“The assumption is that you cannot find a qualified man or woman to lead the university unless paid twice that of the Chief Justice of the United States. I reject this notion. “—Governor Jerry Brown
“The sad truth is that California isn’t prioritizing its education.” – Gregory Washington, president, California State University Student Association
July 13, 2011 (Sacramento) –California State University trustees yesterday voted to give incoming San Diego State University President Elliott Hirshman a salary of $400,000---$100,000 more than his predecessor, Stephen Weber, was paid. Trustees cast the vote despite a letter of objection from Governor Jerry Brown, who had urged the board to avoid paying an inflated salary. The board ignored objections from Brown and students, also voting to hike tuitions.
Trustees voted 12-3, with Lt. Gov. Gavin Newsom, Margaret Fortune and Steve Glazer voting no. Hirshman, who began his new job this month, receives $400,000, of which $50,000 of it paid for with private funds from the university's foundation. Weber had been paid $299,435 a year at the end of his 14-year tenure.
Today trustees approved a 12 percent increase that comes on top of a 10 percent increase approved last year. Combined, the two increases bring undergraduate tuition at CSU's 23 campuses to $5,472 a year. That's an increase of about 23 percent compared with last year, and does not include campus-based fees that average $950 a year.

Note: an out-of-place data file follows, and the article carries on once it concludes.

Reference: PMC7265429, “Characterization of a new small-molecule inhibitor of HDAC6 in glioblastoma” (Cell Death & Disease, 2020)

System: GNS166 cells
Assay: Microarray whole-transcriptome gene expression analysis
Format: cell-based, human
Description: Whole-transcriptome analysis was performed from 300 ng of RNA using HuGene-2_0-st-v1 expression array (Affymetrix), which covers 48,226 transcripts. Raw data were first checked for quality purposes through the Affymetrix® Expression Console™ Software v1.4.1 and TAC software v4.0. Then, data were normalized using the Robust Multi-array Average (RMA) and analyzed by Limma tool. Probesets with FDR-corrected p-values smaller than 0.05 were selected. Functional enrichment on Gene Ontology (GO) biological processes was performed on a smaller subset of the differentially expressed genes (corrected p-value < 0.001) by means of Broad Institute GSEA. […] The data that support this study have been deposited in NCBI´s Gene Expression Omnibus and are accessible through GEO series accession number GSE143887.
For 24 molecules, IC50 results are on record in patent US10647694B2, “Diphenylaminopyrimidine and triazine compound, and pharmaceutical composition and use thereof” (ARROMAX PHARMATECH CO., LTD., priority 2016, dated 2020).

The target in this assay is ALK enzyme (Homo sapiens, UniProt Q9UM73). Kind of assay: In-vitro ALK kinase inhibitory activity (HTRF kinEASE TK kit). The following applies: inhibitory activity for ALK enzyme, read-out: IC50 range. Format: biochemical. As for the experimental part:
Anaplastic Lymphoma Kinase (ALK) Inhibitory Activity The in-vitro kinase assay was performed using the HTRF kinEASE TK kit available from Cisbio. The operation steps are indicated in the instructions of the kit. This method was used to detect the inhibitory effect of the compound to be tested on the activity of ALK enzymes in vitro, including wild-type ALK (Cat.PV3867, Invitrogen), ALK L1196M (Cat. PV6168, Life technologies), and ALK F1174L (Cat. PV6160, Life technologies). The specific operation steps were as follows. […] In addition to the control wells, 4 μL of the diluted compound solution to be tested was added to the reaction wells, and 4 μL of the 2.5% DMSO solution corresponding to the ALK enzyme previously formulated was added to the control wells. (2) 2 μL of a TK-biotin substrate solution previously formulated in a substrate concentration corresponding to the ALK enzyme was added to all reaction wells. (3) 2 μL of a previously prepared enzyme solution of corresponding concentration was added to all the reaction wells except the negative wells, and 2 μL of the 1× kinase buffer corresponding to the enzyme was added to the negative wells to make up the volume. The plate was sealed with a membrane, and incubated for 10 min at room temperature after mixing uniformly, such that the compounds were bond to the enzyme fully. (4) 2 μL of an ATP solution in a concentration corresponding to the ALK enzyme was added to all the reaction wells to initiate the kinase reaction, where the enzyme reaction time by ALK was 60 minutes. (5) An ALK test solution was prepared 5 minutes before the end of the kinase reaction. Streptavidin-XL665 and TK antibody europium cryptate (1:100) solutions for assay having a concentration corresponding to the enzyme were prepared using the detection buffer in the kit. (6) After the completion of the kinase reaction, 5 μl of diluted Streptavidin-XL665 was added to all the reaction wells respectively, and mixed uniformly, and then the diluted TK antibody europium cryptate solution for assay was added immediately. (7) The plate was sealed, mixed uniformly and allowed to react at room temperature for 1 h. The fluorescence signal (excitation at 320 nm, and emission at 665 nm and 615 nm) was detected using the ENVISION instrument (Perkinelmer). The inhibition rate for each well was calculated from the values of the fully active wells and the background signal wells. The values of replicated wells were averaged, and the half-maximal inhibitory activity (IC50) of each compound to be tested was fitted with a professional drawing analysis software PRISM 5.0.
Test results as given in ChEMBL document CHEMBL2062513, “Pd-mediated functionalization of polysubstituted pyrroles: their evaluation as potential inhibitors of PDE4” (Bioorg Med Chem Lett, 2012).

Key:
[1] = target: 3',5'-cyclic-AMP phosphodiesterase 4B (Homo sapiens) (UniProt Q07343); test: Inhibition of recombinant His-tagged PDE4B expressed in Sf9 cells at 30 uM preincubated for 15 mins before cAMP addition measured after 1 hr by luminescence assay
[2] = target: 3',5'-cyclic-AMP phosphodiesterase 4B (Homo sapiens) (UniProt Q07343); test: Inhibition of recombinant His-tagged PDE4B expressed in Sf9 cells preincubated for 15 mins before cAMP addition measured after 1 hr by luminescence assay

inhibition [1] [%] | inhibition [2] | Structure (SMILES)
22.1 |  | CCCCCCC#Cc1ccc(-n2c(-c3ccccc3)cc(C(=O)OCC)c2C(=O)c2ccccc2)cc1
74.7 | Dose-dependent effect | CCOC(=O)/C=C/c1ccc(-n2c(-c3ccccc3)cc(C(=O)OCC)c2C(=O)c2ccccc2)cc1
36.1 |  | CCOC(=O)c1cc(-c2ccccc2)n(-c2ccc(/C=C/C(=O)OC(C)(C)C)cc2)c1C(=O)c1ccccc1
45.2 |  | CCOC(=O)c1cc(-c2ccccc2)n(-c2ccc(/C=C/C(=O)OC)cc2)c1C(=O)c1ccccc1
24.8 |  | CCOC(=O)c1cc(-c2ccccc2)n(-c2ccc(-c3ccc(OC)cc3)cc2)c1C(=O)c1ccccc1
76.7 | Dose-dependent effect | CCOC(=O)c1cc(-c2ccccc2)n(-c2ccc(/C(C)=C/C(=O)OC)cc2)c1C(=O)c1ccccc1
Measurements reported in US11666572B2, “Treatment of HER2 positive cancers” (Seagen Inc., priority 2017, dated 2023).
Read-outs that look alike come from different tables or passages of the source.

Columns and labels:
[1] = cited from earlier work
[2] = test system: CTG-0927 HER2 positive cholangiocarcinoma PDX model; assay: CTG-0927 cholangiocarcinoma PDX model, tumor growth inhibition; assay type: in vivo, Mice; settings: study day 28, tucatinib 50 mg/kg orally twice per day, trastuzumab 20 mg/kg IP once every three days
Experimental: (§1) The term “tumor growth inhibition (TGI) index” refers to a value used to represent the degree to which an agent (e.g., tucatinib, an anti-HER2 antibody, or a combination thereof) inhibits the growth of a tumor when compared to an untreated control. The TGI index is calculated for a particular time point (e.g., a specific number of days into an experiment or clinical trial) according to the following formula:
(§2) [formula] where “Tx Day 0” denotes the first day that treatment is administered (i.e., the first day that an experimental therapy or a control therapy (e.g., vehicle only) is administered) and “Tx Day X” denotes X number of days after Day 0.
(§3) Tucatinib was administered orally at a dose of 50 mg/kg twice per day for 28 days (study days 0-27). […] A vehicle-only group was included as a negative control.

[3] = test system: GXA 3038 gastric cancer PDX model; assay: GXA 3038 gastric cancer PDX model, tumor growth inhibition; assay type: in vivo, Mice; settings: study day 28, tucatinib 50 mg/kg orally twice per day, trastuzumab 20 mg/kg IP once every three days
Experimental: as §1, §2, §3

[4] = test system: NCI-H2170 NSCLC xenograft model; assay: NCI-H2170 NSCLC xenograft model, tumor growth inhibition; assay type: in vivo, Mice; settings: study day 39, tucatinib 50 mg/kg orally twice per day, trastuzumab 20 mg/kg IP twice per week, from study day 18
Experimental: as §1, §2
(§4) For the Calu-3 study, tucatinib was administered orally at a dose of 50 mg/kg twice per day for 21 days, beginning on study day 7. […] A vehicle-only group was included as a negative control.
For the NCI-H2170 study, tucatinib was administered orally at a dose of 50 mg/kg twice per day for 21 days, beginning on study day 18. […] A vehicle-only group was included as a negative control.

In the very same meeting, trustees voted to raise tuition 12 percent—on top of a 10 percent increase already approved last year. Together, the two hikes jack up tuition at CSU campuses to $5,472 a year – up close to 23% compared to last year. That doesn’t include other campus-based fees, which average about $950 annually.
The tuition increase comes in response to the state budget approved last month, which cuts state funding to CSU by $650 million, or about 24 percent from last year.
“At a time when the state is closing its courts, laying off public school teachers and shutting senior centers, it is not right to be raising the salaries of leaders who--of necessity--must demand sacrifice from everyone else,” Governor Brown wrote in a letter to Trustee Chairman Herbert Carter urging that the compensation plan be rejected.
Comments posted at the Daily Aztec, SDSU’s school newspaper, expressed outrage.
“Elliot Hirshman has already demonstrated his lack of leadership by accepting this salary. Real leaders (for example, Washington at Valley Forge) suffer with the troops (in this case, faculty and students),” Ernesto Gomez posted.
About 50 students marched and chanted outside the CSU trustees’ board meeting, carrying signs that read "Fund instruction, not corruption" and "No cuts, no fees."
"We are vehemently disappointed in what has happened today," said Gregory Washington, president of the California State Student Association, the North County Times reported. "The sad truth is that California isn't prioritizing its higher education."
The University of California's Board of Regents is scheduled to vote Thursday on raising tuition at its campuses statewide by 9.6 percent over an already approved 8 percent increase for the new academic year. Tuition for in-state undergraduates would increase $1,068 to $12,192, which doesn't include room, board or campus fees. One-third of the revenues from the fee hike, if approved, would be used for financial aid for UC students. Officials claim the tuition hike at UC is needed because of $650 million in spending cut to the UC system in the state’s new budget.